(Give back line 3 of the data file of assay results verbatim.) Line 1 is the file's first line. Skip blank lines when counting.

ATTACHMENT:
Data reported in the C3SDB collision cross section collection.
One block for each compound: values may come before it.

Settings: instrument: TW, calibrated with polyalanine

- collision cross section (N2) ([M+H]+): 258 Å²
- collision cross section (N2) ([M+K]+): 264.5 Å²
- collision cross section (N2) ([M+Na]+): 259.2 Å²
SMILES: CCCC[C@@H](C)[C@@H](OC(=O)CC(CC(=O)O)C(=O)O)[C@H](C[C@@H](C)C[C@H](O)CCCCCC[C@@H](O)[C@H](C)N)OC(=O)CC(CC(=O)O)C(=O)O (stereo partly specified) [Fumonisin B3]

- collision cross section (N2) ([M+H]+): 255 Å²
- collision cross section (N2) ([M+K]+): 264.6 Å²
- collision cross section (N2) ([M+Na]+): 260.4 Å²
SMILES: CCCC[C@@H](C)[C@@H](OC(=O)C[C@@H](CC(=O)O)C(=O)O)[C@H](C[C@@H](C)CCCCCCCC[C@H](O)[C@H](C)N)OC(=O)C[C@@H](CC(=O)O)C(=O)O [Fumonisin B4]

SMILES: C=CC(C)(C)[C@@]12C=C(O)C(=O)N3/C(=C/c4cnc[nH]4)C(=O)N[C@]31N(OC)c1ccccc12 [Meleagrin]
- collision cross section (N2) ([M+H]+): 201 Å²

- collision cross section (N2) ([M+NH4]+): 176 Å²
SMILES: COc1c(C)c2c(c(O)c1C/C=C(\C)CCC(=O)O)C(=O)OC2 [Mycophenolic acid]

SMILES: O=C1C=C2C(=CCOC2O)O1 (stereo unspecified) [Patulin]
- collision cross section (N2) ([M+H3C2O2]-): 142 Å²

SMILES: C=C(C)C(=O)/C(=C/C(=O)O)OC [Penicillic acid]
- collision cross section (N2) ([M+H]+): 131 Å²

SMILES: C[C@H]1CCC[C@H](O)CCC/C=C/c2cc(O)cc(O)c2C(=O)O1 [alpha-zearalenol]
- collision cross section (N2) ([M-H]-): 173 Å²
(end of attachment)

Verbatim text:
Settings: instrument: TW, calibrated with polyalanine